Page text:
US8933516B1 - High capacity select switches for three-dimensional structures - Google Patents

High capacity select switches for three-dimensional structures Download PDF

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US8933516B1
US8933516B1 US13/925,662 US201313925662A US8933516B1 US 8933516 B1 US8933516 B1 US 8933516B1 US 201313925662 A US201313925662 A US 201313925662A US 8933516 B1 US8933516 B1 US 8933516B1
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select
transistor
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memory structure
dimensional memory
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Ming-Che Wu
Wei-Te Wu
Yung-Tin Chen
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SanDisk Technologies LLC
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SanDisk 3D LLC
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    • HELECTRICITY
    • H01BASIC ELECTRIC ELEMENTS
    • H01LSEMICONDUCTOR DEVICES; ELECTRIC SOLID STATE DEVICES NOT OTHERWISE PROVIDED FOR
    • H01L27/00Devices consisting of a plurality of semiconductor or other solid-state components formed in or on a common substrate
    • H01L27/24Devices consisting of a plurality of semiconductor or other solid-state components formed in or on a common substrate including solid state components for rectifying, amplifying or switching without a potential-jump barrier or surface barrier, e.g. resistance switching non-volatile memory structures
    • H01L27/2463Arrangements comprising multiple bistable or multistable switching components of the same type on a plane parallel to the substrate, e.g. cross-point arrays, details of the horizontal layout
    • H01L27/2481Arrangements comprising multiple bistable or multistable switching components of the same type on a plane parallel to the substrate, e.g. cross-point arrays, details of the horizontal layout arranged in a direction perpendicular to the substrate, e.g. 3D cell arrays, details of the vertical layout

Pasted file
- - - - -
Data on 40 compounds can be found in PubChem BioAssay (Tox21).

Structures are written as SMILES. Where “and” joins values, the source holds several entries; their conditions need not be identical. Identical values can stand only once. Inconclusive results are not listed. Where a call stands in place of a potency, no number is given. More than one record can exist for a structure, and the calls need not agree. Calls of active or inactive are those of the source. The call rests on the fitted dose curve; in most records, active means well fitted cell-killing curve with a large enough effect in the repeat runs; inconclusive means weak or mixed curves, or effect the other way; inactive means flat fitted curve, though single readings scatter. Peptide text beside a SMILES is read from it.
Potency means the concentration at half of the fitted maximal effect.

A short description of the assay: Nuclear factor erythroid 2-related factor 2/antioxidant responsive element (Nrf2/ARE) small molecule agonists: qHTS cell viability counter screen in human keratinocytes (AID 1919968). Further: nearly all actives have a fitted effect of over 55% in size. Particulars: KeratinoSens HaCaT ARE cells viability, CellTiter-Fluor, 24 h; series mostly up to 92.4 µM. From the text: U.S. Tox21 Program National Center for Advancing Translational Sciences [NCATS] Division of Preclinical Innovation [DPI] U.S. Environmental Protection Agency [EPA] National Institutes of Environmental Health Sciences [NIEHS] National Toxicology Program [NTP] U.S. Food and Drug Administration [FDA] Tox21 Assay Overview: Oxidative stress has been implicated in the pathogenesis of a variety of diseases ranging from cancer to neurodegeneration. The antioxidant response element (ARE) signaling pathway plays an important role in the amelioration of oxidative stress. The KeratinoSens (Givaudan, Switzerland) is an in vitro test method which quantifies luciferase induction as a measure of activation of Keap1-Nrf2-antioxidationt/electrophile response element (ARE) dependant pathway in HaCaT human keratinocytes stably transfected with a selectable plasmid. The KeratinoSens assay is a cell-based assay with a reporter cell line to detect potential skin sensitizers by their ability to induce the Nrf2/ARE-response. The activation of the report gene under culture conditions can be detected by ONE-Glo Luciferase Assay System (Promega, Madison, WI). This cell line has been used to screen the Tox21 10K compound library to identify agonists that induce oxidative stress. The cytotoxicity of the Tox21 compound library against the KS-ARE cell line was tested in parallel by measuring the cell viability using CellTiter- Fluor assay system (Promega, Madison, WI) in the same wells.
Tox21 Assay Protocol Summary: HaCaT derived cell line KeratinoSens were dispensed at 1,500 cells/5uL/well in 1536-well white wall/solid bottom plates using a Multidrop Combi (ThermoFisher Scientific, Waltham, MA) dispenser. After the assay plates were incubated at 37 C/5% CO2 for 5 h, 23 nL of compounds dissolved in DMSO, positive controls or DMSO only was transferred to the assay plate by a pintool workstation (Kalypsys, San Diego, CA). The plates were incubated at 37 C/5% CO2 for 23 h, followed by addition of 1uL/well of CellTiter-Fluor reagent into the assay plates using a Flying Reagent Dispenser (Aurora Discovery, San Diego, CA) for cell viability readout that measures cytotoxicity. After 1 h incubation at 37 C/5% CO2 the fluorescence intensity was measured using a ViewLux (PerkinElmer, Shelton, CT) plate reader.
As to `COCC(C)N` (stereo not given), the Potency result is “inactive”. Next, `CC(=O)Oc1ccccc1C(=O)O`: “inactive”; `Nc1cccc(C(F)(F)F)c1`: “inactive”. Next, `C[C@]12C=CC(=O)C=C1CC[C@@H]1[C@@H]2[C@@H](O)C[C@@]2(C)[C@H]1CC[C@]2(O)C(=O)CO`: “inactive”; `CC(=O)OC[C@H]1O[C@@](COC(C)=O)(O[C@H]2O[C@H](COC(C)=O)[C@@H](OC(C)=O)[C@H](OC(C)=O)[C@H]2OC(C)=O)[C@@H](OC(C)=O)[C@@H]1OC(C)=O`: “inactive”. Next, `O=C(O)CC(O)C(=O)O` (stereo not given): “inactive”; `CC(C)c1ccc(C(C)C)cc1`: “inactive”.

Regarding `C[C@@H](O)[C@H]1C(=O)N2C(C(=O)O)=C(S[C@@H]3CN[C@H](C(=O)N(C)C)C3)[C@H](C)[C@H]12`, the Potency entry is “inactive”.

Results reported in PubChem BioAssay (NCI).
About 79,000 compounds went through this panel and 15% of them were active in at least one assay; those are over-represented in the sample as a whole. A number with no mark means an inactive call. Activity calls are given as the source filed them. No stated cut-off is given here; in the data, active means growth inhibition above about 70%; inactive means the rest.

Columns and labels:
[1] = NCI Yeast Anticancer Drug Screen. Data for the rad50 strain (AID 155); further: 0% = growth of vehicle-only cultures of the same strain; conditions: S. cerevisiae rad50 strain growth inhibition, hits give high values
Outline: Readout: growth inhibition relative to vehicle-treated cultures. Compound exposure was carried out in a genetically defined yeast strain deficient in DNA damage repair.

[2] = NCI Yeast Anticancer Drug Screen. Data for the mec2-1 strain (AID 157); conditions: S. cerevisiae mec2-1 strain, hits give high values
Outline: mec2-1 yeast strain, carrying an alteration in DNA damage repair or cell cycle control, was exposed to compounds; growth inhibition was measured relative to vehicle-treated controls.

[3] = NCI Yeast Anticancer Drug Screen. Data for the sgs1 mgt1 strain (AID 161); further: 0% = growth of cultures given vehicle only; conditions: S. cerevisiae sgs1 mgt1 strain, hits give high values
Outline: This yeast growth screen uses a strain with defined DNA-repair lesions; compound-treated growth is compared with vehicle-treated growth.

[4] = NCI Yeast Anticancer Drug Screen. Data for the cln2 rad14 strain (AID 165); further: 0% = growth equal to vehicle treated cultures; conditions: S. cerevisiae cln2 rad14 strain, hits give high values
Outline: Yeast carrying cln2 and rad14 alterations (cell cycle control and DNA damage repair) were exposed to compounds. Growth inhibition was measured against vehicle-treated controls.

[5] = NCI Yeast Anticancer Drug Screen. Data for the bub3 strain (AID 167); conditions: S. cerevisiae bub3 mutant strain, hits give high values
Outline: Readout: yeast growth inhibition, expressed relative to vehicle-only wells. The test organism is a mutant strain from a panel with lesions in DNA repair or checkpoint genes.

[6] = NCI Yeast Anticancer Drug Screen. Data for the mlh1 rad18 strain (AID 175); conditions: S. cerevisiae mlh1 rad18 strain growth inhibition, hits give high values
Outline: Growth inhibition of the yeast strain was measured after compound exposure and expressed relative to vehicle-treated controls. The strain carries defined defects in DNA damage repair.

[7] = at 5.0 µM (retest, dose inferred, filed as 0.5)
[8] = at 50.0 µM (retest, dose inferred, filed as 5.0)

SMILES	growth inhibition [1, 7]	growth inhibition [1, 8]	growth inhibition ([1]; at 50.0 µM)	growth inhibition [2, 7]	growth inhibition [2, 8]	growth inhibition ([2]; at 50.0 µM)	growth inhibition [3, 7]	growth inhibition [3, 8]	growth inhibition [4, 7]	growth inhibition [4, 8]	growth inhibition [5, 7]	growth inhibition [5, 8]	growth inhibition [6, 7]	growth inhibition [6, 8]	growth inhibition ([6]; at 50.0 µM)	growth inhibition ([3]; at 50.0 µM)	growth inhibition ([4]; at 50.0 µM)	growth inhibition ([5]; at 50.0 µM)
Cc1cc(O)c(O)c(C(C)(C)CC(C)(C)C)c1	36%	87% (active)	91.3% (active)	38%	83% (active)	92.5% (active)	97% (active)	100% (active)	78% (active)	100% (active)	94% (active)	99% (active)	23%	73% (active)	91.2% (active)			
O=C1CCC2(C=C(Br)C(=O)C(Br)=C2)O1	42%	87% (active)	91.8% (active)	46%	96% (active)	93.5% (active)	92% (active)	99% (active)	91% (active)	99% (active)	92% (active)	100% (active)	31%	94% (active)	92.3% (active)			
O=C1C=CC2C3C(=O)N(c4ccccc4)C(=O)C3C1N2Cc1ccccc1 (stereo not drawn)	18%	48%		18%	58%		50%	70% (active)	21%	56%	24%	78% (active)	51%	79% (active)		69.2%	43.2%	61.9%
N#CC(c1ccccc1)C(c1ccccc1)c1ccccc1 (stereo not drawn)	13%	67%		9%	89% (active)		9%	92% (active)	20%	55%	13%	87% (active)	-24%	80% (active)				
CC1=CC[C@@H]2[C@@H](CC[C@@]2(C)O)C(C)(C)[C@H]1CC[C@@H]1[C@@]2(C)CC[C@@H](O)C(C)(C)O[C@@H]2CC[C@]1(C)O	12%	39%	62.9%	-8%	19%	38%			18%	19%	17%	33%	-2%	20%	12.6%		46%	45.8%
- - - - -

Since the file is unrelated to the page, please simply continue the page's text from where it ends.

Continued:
• HELECTRICITY
    • H01BASIC ELECTRIC ELEMENTS
    • H01LSEMICONDUCTOR DEVICES; ELECTRIC SOLID STATE DEVICES NOT OTHERWISE PROVIDED FOR
    • H01L27/00Devices consisting of a plurality of semiconductor or other solid-state components formed in or on a common substrate
    • H01L27/24Devices consisting of a plurality of semiconductor or other solid-state components formed in or on a common substrate including solid state components for rectifying, amplifying or switching without a potential-jump barrier or surface barrier, e.g. resistance switching non-volatile memory structures
    • H01L27/2436Devices consisting of a plurality of semiconductor or other solid-state components formed in or on a common substrate including solid state components for rectifying, amplifying or switching without a potential-jump barrier or surface barrier, e.g. resistance switching non-volatile memory structures comprising multi-terminal selection components, e.g. transistors
    • H01L27/2454Devices consisting of a plurality of semiconductor or other solid-state components formed in or on a common substrate including solid state components for rectifying, amplifying or switching without a potential-jump barrier or surface barrier, e.g. resistance switching non-volatile memory structures comprising multi-terminal selection components, e.g. transistors of the vertical channel field-effect transistor type
    • HELECTRICITY
    • H01BASIC ELECTRIC ELEMENTS
    • H01LSEMICONDUCTOR DEVICES; ELECTRIC SOLID STATE DEVICES NOT OTHERWISE PROVIDED FOR